- The Harlem Renaissance took place between 1919 and 1935; it was a movement that included literary arts, specifically the portrayal of black life from a realistic view; it is known as one of the most influential movements as it was the development of the African American culture (Hutchinson 1). In the renaissance blacks essentially made a new identity for themselves; known as the “new negro”, this included no longer allowing whites to treat them as if they were not humans; additionally they would breakdown the stereotypes of blacks and not let whites dictate them because of their color, past, or financial status (Morgan 214).... [tags: history of New York neighborhoods]
1067 words (3 pages)
- The Harlem Renaissance was a time where creativity flourished throughout the African American community. At the time many African Americans were treated as second class citizens. The Harlem Renaissance acted as artistic and cultural outlet for the African-American community. The Harlem Renaissance, otherwise known as “The New Negro Movement” was an unexpected outburst of creative activity among African Americans In the poems Harlem by Langston Hughes, America by Claude McKay, and Incident by Countee Cullen all use frustration and hope as reoccurring themes to help empower the African-American population and realize the injustices they face day to day.... [tags: Harlem, America, Incident]
1069 words (3.1 pages)
- 1. Describes each author’s role and importance within the Harlem Renaissance. The poets I choose are Claude McKay (1889-1948) who wrote the poem “If We Must Die” and Langston Hughes (1902-1967) who wrote the poem “Jazz Band in a Parisian Cabaret”. Each Poet had a really important role and importance in the Harlem Renaissance. Claude McKay is a poet who was born in Jamaica and left for the U.S in 1912. McKay generally published in white avant-garde magazines and occasionally in magazines like The Crisis.... [tags: Harlem Renaissance, Langston Hughes]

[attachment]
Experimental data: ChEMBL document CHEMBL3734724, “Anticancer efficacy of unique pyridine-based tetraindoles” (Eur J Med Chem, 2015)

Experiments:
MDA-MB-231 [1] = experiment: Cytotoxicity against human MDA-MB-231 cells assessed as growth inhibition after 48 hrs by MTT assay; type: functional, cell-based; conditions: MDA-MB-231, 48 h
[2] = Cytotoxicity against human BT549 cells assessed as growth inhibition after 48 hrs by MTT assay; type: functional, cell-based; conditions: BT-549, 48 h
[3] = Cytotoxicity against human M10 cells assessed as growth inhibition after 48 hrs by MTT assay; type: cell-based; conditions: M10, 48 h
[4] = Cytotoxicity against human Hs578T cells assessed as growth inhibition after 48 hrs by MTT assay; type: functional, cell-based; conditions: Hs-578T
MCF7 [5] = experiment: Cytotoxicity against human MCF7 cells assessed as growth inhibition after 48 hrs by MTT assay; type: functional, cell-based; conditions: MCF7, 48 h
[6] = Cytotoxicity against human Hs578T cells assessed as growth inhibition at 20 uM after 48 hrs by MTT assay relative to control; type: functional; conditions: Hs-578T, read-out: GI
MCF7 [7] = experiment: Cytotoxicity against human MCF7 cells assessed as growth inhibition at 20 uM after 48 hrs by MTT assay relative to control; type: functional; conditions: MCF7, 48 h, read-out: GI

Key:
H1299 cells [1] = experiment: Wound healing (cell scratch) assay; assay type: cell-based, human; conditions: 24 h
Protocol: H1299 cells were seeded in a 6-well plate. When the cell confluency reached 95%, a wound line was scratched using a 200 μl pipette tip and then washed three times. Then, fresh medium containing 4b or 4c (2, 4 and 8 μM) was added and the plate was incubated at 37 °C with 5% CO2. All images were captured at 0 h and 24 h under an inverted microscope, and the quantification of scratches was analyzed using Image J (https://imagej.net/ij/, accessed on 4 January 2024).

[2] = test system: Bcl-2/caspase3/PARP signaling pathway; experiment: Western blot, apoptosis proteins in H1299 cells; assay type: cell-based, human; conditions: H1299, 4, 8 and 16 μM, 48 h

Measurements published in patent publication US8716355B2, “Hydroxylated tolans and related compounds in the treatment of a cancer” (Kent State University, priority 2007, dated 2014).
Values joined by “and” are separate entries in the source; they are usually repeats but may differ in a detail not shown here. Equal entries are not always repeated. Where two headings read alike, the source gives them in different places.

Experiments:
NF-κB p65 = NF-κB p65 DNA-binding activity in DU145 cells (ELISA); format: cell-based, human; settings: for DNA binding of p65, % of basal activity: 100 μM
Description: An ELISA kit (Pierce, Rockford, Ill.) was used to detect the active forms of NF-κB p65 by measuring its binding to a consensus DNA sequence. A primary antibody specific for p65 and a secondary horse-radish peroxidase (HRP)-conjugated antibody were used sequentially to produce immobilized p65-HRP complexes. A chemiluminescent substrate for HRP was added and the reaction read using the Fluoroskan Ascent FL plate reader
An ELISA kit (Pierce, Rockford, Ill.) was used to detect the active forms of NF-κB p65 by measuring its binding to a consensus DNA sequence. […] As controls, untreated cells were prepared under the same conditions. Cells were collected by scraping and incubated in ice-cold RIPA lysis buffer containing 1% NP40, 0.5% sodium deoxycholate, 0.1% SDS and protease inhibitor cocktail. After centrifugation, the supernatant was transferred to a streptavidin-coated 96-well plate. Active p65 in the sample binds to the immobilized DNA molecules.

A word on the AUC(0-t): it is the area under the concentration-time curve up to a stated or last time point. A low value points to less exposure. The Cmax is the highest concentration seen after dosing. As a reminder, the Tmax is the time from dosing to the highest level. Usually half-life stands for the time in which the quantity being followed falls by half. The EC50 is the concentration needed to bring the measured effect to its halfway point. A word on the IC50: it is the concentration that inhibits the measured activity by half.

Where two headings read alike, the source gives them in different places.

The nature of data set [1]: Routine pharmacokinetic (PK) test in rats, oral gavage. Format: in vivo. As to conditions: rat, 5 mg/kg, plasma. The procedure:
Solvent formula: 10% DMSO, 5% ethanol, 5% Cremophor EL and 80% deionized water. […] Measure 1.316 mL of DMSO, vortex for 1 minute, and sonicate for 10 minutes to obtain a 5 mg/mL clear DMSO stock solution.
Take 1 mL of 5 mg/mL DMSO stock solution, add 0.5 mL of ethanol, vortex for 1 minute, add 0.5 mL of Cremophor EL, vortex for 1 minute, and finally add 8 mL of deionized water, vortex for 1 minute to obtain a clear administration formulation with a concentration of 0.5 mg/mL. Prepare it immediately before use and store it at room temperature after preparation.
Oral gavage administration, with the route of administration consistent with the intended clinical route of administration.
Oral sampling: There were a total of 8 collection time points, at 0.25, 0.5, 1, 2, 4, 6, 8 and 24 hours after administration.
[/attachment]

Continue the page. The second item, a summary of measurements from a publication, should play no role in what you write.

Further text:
979 words (2.8 pages)
- The poet, Langston Hughes, was an iconic contributor to the Harlem Renaissance and an avid promoter of racial equality in America. His works were politically fueled and contained powerful messages that related to the everyday struggle and hardship faced by the African American population. Hughes spoke often of his dream of an equal America, and although his dream was not completely fulfilled in his lifetime, he remained faithful to the, then idealistic, view of an equal America. When analyzing politically fueled persons throughout history, we must first establish their motives and how their views were formed in relation to the time period as author, Anthony Dawahare, stated that, “To better... [tags: Harlem Renaissance, Langston Hughes]
1381 words (3.9 pages)
- Introduction The Harlem Renaissance was a time when African Americans were able to inconsequently convey their abilities and views without the struggle of being ostracized. Many artists, musicians, writers, actors, and photographers exerted the opportunity presented to them in Harlem. What was once originally a white town became the African American capital of America. Furthermore, the Harlem is Renaissance is known to play a big part in the rights for blacks that have previously been plundered from them.... [tags: African American, Harlem Renaissance]